The recession hasn’t been that bad… for people in the top 7 percent. In fact, it’s been going quite well for these top income earners. Their net worth has risen by nearly 30%. As for the other 93 percent, their net worth actually decreased by 4 percent according to Richard Fry and Paul Taylor at Pew Research.
“These wide variances were driven by the fact that the stock and bond market rallied during the 2009 to 2011 period while the housing market remained flat.
Affluent households typically have their assets concentrated in stocks and other financial holdings, while less affluent households typically have their wealth more heavily concentrated in the value of their home.”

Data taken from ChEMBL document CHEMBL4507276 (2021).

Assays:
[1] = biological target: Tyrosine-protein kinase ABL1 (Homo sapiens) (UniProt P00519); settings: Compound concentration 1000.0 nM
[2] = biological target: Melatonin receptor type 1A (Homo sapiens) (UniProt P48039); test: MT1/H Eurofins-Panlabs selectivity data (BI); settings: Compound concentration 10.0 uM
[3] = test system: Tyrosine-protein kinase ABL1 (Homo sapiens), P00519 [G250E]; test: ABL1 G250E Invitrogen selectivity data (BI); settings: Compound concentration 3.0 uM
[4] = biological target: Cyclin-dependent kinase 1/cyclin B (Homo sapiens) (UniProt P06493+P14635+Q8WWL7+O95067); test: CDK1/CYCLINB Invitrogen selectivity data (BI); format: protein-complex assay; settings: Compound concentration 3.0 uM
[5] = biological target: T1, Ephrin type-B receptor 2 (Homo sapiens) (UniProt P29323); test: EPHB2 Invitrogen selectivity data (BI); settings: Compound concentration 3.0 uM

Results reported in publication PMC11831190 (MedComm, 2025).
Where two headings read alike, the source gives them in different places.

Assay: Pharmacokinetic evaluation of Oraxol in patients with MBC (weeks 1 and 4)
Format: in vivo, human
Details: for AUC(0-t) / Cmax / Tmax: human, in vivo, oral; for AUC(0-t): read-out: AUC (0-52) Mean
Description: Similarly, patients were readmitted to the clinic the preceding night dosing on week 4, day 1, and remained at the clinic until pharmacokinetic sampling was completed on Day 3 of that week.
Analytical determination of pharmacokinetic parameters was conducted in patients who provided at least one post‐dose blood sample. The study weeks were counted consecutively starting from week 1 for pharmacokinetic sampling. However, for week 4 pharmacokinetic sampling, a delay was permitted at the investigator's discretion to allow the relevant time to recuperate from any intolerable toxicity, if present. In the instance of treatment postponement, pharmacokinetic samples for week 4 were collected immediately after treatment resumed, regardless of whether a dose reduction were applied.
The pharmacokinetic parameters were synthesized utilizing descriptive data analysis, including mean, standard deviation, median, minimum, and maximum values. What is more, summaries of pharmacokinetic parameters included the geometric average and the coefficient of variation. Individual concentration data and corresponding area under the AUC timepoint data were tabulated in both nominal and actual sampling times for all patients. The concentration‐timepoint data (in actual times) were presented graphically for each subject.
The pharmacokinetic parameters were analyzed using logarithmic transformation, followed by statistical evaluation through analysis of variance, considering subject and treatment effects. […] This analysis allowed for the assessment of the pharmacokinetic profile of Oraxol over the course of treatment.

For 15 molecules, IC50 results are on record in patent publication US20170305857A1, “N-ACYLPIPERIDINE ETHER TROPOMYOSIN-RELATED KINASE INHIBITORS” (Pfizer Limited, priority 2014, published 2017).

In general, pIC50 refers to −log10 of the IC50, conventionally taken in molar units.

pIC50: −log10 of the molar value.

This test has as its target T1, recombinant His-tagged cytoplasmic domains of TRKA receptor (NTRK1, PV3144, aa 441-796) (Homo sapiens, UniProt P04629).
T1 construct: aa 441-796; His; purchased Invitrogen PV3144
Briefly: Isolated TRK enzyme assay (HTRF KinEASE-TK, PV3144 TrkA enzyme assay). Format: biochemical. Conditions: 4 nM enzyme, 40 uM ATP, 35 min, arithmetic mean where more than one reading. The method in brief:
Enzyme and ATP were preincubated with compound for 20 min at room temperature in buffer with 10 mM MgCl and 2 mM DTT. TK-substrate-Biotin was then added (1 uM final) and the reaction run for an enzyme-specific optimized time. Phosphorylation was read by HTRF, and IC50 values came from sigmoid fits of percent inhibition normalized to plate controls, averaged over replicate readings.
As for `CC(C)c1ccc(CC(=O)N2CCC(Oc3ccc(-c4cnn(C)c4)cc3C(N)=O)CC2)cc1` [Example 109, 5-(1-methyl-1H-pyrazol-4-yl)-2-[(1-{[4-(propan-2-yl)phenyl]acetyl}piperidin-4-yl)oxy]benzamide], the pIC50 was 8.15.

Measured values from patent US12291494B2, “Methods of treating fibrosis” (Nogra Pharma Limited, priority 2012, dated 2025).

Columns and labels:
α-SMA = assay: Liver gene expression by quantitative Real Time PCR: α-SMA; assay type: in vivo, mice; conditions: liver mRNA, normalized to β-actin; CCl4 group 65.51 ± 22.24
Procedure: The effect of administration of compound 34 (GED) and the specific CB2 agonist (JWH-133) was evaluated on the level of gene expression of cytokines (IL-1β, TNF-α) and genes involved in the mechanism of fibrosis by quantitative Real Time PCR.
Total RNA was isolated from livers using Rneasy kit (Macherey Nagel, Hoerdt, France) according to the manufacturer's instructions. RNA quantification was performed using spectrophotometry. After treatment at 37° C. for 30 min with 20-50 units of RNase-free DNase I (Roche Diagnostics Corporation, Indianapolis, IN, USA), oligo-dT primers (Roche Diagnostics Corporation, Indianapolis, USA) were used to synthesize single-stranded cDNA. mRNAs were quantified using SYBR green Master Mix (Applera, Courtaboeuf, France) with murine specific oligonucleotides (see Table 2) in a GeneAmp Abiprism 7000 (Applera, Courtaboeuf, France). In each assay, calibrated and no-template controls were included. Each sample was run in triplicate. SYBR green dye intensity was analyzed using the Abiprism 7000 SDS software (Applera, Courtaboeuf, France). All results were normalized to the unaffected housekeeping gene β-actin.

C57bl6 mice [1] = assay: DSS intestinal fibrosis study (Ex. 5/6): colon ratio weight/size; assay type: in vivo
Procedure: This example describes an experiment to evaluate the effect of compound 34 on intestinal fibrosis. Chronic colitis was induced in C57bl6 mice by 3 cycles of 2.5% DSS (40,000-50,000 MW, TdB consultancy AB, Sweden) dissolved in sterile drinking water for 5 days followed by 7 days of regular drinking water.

Of course net worth isn’t the only useful economic indicator. Annual income is another. Unfortunately there’s more bad news there. Continuing the trend we’ve been seeing since the 1970s, the gap between rich and poor has grown to record proportions.
Incomes of households in the top five percent were more than nine times the incomes of households in the bottom 20 percent.
That’s the largest gap between the top five percent and bottom 20 percent in the U.S. since the Census Bureau started keeping records in 1967 according to Christian E. Weller and Sam Ungar at the Center for American Progress. Household median income (inflation adjusted) is also in bad shape at $51,017, measuring at its lowest since 1995.